The Ford Shelby GR-1 concept is the third high-performance concept car in two years inspired by the heritage of racing legend Carroll Shelby.
Ford Shelby GR-1 hints at the future
Execs may look to build second supercar
By Eric Mayne / The Detroit News
Ford Motor Co.’s storied relationship with racing legend Carroll Shelby has inspired the development of a third high-performance concept car in two years — the Ford Shelby GR-1.
Unveiled at the Pebble Beach Concours d’Elegance Thursday, the two-seat fastback features the same dynamic underpinnings as the Ford Shelby Cobra shown at the North American International Auto Show in January.
It also shares engineering advances the automaker developed for the 2002 GT40 concept car, which led to the 2005 production Ford GT supercar.
“The Ford Shelby Cobra concept was a small step in our plans for the Ford GT supercar architecture,” said J Mays, group vice president of design at Ford. “The Ford Shelby GR-1 is a giant leap toward the future.”
The automaker hasn’t confirmed plans to market a second supercar. But Ford executives have said the company’s investment in the GT warrants at least one more program based on its design.
Ford began shipping the $140,000 GT to dealers last month and it’s already sold out, underscoring the viability of the exotic car market — even during uncertain economic times.
DaimlerChrysler AG unveiled a two-seat supercar — the ME Four Twelve — at the Detroit auto show. And there are signs that it will go into production.
“The sports car market is not going to go away, no matter what happens,” said George Saridakis, the designer of the GR-1. “You’re beginning to see cars which have got a little bit more soul and some history associated to them.”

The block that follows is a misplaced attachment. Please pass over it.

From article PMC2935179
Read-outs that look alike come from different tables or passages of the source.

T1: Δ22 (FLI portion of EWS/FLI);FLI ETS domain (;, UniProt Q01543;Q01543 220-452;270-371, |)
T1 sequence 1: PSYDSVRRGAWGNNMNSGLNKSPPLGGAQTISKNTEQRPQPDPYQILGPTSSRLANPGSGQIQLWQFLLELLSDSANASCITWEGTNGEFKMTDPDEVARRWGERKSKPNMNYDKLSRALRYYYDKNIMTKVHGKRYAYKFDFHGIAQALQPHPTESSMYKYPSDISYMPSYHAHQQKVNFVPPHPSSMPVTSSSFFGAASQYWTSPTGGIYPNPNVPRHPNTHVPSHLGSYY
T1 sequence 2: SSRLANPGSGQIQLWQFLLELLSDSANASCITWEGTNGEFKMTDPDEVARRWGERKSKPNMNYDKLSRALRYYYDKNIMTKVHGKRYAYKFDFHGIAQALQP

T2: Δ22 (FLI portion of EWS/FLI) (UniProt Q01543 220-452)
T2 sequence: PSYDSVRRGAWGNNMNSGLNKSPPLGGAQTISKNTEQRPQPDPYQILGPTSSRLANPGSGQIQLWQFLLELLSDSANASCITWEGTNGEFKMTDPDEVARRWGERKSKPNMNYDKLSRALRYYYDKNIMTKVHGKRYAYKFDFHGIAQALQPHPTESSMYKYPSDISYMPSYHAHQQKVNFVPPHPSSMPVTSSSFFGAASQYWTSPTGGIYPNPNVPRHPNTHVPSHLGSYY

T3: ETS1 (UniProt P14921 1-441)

The GR-1, which features a 605-horsepower, V-10 engine, was built atop a spare chassis originally assembled during the Shelby Cobra’s development. It’s both a tribute to Carroll Shelby and a nod to time-honored sports car proportions, Saridakis said.
“What this car represents is a truly classic sporty proportion — the engine really up front, the wide wheels, the track, the short wheelbase, the relatively short overhang.”
Saridakis spent his early childhood in Greece before moving to Scotland.
“I have an affinity to both the vibrant and passionate Mediterranean culture and also the more restrained yet dynamic Scots,” said Saridakis, 33, who works out of Ford’s advanced product creation center in California.
A graduate of Glasgow University with a degree in aeronautical engineering, Saridakis said the GR-1 “has been in the back of my head” since he was a boy.
“When you’re growing up and you have a passion for cars like I do, all you do every day in school is draw cars on your jotter,” Saridakis said.
“George produced this completely resolved sketch — the best I’ve seen in 10 years,” Mays said.
Normally, initial sketches are reworked repeatedly before a clay model is made.